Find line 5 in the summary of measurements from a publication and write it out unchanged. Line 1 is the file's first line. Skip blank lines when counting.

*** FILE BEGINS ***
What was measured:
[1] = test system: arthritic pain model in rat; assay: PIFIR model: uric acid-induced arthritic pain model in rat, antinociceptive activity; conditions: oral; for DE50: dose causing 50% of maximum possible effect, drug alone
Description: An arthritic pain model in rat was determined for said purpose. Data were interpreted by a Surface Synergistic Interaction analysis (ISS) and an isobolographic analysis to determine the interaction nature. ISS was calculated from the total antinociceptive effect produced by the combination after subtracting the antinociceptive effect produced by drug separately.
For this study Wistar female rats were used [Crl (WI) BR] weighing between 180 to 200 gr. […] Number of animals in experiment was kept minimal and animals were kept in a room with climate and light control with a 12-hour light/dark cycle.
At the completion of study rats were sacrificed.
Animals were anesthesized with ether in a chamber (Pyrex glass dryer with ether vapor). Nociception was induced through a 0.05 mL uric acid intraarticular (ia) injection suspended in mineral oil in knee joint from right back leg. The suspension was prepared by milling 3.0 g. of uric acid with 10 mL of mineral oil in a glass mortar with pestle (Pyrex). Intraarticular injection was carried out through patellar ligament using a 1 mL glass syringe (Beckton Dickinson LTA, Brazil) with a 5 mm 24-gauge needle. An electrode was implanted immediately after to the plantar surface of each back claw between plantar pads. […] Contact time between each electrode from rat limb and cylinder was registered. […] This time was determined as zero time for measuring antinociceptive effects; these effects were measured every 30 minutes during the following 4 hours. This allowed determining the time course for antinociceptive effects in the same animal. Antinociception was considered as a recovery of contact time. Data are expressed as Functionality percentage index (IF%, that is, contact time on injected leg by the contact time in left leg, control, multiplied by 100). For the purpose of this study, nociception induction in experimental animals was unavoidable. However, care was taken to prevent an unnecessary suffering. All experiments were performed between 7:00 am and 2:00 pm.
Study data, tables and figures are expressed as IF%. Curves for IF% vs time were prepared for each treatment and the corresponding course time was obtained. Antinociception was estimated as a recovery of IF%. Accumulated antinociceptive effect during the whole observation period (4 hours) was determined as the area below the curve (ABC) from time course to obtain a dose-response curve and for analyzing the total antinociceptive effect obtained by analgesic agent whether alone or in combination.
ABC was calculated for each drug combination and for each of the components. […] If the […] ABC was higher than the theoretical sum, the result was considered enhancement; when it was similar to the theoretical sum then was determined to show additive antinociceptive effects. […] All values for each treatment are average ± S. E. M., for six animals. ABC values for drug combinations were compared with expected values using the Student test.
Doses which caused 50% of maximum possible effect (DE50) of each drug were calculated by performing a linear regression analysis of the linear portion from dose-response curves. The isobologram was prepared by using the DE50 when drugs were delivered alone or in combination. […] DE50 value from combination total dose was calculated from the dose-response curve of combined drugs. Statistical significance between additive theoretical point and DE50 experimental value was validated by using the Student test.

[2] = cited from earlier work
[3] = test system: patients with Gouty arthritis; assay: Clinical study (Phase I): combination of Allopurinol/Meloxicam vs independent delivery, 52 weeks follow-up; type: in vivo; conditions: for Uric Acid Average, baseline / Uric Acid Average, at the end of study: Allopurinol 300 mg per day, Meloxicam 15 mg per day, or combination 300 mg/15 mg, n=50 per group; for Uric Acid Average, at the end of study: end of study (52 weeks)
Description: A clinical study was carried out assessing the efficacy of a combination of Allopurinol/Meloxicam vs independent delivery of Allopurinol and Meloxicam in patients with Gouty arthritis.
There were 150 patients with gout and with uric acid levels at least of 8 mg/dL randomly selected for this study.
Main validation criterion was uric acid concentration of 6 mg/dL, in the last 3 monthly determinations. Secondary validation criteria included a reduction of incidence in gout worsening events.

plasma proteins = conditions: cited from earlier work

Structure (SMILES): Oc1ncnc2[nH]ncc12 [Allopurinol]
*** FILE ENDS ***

At the completion of study rats were sacrificed.